Employment experiences for people with learning disabilities and autism

Research participants

We commissioned external research agency Revealing Reality to conduct a research project during the summer of 2021 to explore the needs, motivations, and barriers to successful employment for people with learning disabilities and autism (LD&A) in Essex.

The research team interviewed ten people with LD&A, seven parents, and four employers to learn about their journeys into employment.

The ultimate goal for this research was to identify the opportunities for people with LD&A to have rewarding and meaningful employment – and getting employers across the county to see the value and benefits of doing so.

Employment can be rewarding for employees and their employers

These experiences demonstrate how employment can be rewarding and beneficial for both the employees and their employer. People with LD&A valued the opportunity to work as it had a positive impact on their lives, and employers also identified many advantages from employing someone with LD&A.

The benefits of employment for the employee include…

The benefits of having a job for people with LD&A included having a sense of purpose and feeling they were contributing to something bigger and of worth. Working gave them opportunities to progress and achieve things independently, which boosted their sense of independence and identity. Discovering and applying skills they didn’t know they had and learning to do new things were central to developing motivation.

Through employment, people with learning disabilities and autism were positively encouraged to think about their future and cultivate ambitions they could work towards. Additionally, working meant they had a more consistent routine, giving them a better sense of structure to their day and week. A key benefit for people with LD&A was the opportunity to socialise and build new relationships.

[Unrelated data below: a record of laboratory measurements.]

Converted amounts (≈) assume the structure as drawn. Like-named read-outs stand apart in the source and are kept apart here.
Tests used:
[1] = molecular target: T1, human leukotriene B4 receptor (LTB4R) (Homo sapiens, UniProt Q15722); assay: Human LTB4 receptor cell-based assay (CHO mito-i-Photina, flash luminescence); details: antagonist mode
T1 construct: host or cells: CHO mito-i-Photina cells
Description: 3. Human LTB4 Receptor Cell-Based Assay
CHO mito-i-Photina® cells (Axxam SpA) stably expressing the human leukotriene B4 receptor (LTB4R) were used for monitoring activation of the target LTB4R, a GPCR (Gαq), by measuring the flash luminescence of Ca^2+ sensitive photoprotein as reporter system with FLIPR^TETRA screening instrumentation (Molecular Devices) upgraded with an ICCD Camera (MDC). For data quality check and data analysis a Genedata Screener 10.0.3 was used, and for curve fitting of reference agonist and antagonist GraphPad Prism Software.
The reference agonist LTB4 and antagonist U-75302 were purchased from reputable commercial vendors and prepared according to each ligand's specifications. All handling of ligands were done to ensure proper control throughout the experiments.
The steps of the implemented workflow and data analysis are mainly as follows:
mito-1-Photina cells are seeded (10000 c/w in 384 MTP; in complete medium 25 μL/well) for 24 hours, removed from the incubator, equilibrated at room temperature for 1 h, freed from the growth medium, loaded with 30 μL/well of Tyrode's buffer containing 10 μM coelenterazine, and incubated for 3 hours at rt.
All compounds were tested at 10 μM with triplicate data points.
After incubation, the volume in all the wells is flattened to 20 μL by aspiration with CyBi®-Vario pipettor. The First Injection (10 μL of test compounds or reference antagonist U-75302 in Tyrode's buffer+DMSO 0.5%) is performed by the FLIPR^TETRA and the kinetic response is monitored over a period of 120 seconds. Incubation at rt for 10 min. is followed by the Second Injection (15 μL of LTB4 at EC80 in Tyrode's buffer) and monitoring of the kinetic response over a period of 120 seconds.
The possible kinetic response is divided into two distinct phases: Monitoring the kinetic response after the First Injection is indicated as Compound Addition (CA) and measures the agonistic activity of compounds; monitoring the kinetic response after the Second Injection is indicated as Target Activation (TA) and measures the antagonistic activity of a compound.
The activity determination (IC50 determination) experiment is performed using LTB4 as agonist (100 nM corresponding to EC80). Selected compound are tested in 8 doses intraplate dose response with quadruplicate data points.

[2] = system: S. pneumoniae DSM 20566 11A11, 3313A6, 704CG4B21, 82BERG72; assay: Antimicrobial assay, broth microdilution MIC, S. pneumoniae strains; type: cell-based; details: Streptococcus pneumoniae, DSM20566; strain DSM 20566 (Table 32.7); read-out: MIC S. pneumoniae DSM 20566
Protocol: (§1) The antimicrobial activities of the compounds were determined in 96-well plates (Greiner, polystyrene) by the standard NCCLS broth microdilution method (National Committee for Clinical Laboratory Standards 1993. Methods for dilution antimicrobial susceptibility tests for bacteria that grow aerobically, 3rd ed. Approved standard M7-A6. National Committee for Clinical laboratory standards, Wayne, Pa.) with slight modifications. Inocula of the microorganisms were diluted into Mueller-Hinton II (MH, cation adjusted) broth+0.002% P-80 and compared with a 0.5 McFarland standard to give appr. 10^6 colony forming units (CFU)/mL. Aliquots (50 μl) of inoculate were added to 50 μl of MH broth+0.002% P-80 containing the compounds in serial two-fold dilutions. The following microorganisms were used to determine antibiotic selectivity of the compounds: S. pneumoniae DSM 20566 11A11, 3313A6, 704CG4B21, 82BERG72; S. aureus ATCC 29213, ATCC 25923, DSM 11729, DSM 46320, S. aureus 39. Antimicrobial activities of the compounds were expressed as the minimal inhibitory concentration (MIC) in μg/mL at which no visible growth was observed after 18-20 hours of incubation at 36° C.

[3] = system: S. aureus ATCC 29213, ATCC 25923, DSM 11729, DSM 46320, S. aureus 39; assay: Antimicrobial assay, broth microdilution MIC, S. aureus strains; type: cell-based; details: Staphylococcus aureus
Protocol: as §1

The benefits of employment for the employer

Employers had positive experiences when employing people with LD&A, finding them dedicated and loyal employees, who were motivated to upskill and progress. Moreover, employers were proud of employees and felt good about creating opportunities in their community.

Overall, the benefits of providing better employment support will be felt not only by people with LD&A, but also their families, employers, and the council and government services.

So, what is making it hard for those with LD&A to get a job? And why aren’t those within paid employment progressing?

People with LD&A face many challenges in their journey to employment. In Essex, most people with LD&A are unemployed, and the journey into employment was not easy for those who made it.

The main barriers people with LD&A faced were:

  • Parents were protective of their children and worried about them failing
  • Support services often weren’t doing as much as they could to encourage paid employment
  • People with LD&A struggled to imagine what kinds of jobs they could get
  • People with LD&A didn’t know how to go through a typical application process
  • Employers weren’t always pushing to get the best out of their employees with LD&A, resulting in ‘underemployment’
  • Co-workers often didn’t understand the support and adjustments required when working with someone with LD&A
  • People with LD&A feared failure and therefore avoided trying new things

You can read more in our full research report on the Essex Open Data platform, which includes more examples of opportunities for addressing the barriers mentioned above.

Watch our short film, showing just how much difference employment can make to people with learning disabilities and autism.

Please get in contact at, if you have any questions and if you or any stakeholders would benefit from hearing more about this piece of work.

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